The leader of the Massachusetts Bay Transportation Authority’s largest union said Monday the labor group would be willing to agree to pay cuts for new workers this coming year and lower raises in the future, as part of a deal that would stop the T from privatizing a number of jobs.
As the MBTA grapples with an $80 million deficit for the 2017 fiscal year, the agency is pursuing privatization and voluntary retirement and separation packages, while considering possible future layoffs. But Carmen’s Union officials say they’re willing to agree to lower future raises and other concessions —which would add up to about $24 million over the next four years — to make sure many jobs aren’t outsourced.
James O’Brien, president of the Boston Carmen’s Union, told the agency’s fiscal control board that the union is willing to reduce new employees’ wages by 11 percent over their first four years and extend a contract to 2020 with raises of 1.5 percent per year, instead of the current 2.5 percent annual raises in effect through 2018.
“This plan we’re presenting today is evidence of the Boston Carmen’s Union doing its part to identify cost savings that will help improve the system,” O’Brien told the board.
But the T’s financial chief, Brian Shortsleeve, told reporters it was “unlikely” that officials would abandon many of their plans for privatization because of the deficit — a sign that the battles between the T and its labor unions could intensify.
The union, which represents about 4,100 transit workers, negotiated a contract through 2018. But as the agency prepares to outsource several departments to close its budget gap, the union says it is willing to negotiate a contract extension that would grant workers lower raises than they currently get and lower pay for workers who start after this month.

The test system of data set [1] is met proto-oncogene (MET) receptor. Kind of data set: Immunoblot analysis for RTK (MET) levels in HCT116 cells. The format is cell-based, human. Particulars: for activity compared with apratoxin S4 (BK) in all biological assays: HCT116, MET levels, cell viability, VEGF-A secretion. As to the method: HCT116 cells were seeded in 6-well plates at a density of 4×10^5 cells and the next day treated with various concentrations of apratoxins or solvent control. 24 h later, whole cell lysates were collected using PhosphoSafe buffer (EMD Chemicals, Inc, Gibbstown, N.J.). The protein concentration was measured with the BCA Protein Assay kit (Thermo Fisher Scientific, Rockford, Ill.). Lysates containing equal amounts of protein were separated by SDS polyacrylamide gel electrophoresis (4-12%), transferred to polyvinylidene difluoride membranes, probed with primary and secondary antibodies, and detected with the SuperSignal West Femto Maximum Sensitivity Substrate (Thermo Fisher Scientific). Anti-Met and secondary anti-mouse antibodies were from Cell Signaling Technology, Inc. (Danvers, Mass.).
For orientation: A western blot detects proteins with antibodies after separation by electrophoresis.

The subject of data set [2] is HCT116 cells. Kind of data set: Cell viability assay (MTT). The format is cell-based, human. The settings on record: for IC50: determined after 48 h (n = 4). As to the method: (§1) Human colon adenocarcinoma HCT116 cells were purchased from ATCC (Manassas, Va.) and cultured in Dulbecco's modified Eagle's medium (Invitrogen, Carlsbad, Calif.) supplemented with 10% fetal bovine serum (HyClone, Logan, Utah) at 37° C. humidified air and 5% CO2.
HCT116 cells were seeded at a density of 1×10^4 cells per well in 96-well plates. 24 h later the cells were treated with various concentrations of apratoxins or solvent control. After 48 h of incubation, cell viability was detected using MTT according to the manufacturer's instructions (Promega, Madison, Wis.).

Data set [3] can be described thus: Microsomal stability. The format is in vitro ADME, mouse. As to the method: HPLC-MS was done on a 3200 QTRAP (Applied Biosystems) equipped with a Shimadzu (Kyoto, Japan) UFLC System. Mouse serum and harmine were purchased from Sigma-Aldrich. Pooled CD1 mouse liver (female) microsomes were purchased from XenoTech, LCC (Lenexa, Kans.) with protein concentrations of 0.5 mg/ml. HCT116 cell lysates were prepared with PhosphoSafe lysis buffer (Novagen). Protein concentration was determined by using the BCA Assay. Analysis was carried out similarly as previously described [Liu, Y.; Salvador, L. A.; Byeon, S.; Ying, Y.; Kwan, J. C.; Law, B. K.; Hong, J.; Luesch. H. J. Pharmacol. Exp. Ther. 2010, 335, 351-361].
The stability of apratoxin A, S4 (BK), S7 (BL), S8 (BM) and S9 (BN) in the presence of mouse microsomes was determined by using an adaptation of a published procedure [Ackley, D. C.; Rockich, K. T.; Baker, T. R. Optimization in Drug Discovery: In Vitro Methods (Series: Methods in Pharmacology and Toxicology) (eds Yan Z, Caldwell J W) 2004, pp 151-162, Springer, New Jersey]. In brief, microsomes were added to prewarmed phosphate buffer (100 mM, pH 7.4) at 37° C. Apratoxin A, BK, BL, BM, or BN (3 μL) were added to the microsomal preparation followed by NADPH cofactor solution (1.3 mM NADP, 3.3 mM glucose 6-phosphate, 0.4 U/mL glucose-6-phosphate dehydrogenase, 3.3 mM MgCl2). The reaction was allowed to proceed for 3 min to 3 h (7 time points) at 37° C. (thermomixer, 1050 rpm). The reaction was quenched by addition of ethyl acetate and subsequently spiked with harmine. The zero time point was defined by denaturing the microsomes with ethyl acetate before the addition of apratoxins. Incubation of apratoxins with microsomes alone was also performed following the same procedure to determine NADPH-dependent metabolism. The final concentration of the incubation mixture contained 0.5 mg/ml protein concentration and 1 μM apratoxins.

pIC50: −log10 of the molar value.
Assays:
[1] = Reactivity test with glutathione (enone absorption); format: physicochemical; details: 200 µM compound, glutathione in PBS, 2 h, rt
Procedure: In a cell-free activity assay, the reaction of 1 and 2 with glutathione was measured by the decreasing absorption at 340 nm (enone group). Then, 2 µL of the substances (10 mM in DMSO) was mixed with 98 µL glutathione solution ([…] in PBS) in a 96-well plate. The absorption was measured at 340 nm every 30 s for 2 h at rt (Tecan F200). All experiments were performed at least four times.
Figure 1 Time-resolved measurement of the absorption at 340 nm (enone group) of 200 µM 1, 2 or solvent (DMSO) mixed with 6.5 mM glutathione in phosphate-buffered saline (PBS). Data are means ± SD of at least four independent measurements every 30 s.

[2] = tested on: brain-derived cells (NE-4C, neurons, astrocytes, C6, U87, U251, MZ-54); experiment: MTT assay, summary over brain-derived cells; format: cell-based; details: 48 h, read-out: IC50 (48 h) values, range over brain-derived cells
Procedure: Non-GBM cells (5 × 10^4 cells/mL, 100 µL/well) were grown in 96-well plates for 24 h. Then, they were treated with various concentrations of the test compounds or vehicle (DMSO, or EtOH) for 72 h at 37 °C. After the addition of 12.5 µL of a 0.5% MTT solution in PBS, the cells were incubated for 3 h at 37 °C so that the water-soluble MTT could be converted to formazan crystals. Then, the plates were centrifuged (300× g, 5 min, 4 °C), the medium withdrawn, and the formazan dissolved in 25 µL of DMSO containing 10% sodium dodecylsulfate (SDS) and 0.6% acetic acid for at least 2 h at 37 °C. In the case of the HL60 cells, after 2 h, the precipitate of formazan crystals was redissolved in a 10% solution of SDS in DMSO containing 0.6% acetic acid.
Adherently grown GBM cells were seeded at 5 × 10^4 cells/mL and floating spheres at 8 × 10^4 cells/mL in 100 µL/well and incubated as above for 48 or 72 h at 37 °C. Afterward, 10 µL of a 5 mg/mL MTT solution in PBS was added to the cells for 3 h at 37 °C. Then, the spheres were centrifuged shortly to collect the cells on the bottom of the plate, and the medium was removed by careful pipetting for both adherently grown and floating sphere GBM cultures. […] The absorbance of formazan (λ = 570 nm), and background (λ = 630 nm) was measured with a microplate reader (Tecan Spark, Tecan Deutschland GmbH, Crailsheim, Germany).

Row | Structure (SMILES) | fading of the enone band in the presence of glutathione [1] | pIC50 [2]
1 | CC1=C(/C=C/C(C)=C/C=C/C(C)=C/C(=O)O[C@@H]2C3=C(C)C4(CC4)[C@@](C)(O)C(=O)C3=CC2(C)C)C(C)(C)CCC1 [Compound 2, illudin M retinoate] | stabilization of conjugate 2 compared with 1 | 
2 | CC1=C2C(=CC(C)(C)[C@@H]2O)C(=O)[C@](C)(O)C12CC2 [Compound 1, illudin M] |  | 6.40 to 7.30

Under the plan proposed to the board, union officials said those changes would go into effect only if the T agreed to preserve the union’s jobs, except for those in the T’s central warehouse operation, which is a target for privatization. Under the agreement, workers there would need to be transferred to other stock room jobs throughout the agency.
The proposal could affect the agency’s future contracts with its other unions. As the agency’s largest and strongest union, the Carmen’s Union’s wage increases often set the stage for the other labor groups. Shortsleeve said he would expect other labor groups to follow the union’s lead in asking for lower raises in the future.
The agreement proposed to the board on Monday would also reduce new part-time employees’ wages by 8 percent over the first six years of service. In addition to the pay cuts, the union also proposed an agreement that would cap the annual health reimbursements to $600 per employee.
The concessions come as privatization and possible layoffs become more of a reality for workers. Last week, Shortsleeve sent out a memo about voluntary retirement and separation packages that said “any shortfall will require involuntary measures in the short term.”
On Monday, Shortsleeve said there has been an “extensive, good dialogue” with the union and he believes wage concessions are important — but he also said that they must be part of a broader discussion that would involve concessions on overtime and scheduling for workers.
“I applaud the union’s acknowledgment that wage concessions are going to be a good part” of the savings they need to make, he said.